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Behind the Scenes Student Loan Reform: It’s Happening Right Now! everyone was talking about CyberPunks and NFTs on Twitter this weekend, as well as the impact of various amendments to the infrastructure bill and how they may affect cryptocurrencies and development in blockchain tech, there was significant movement on the student loan front.

    1. Late Friday afternoon, the Biden administration announced that it was extending the federal student loan restart from Oct 1 to Feb 1, 2022.  Where might that money go for the next few months?
    2. Also on Friday, the Department of Education announced that it was creating a rulemaking committee to rewrite regs for PSLF, income-contingent repayment plans, borrower defense to repayment, closed school discharges, false certification discharges, interest capitalization, arbitration and class action bans, and even disability discharges.  Many of these programs while good in intentions, have been virtually shut down or misrepresented in past years.
    3. This weekend, the Department of Education announced it was reversing its policy regarding preemption of state consumer laws.

That last one is a doozy and a change that student loan debt relief advocates like myself has been hoping for from this new administration.  What it means is a giant step forward toward preventing unfair or deceptive practices by student loan servicers.

Several years ago we worked with class counsel to file a couple class actions against large servicers for misrepresenting public service programs. Several of our clients were told by their servicers that they were in the program with actual target dates for discharge — when in fact, they were NOT eligible for any PSLF because they simply had the wrong type of federal loans.  It was astounding to me that servicers could get away with that.  They knew what they were doing.  It takes me less than 30 seconds to tell a client what they need to do to qualify for PSLF — but yet, servicers managed to screw this up massively.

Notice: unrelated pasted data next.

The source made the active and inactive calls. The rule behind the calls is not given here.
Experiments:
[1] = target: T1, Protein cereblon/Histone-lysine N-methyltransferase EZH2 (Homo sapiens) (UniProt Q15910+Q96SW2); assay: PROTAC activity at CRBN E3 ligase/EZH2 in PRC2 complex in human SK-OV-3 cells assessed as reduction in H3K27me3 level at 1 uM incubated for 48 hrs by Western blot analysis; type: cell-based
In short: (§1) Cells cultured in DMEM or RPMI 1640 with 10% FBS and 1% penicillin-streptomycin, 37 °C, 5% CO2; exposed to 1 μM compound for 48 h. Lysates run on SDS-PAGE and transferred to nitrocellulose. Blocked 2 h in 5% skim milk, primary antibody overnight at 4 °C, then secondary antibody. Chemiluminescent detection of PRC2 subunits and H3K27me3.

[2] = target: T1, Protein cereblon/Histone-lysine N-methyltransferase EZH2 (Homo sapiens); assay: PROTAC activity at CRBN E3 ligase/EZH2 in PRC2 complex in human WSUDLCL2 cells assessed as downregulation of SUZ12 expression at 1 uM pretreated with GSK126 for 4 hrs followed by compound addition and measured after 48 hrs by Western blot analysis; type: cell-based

Mistakes like this, whether accidental or intentional, cost borrowers hundreds of thousands of dollars, made them restart the 10 year clock and showed the hopelessness of the system as a whole.  One of our client’s cases, Lawson-Ross v. Great Lakes Educ. Corp., 955  F.3d 908, 921 n. 13 (11th Cir. 2020) was cited by ED as support for its decision to reverse this policy!  We haven’t seen a dime for our efforts in this case, and maybe we never will, but I am proud of our clients, our firm, our colleagues at Shrader Law, PLLC, Kynes, Markman & Felman, P.A. and most of all, Student Loan Defense Vice President and Chief Counsel Dan Zibel, for their time and efforts to hold servicers accountable for their conduct to prevent public service loan forgiveness as promised to the most deserving of borrowers.

So going forward, loans servicers of federal loans, once deemed safe from those pesky consumer laws, will be held accountable.  Things like correcting misapplied payments, communication of wrong information, suggesting forbearance for no other reason than to get borrowers off the phone quicker to save precious servicing time, all of this misbehavior has an expiration date.  There is a 30 day comment period, but I don’t expect much to damper the enthusiasm for the new administration to end the egregious misdeeds committed by federal student loan servicers in the name of saving a buck.  I’ve long been a believer of our student loan system, actually having worked for the other side back in the mid 1990s to early 2000s, but recognize that it has been hijacked for quite some time and needs a complete overhaul.  This overhaul is happening now!

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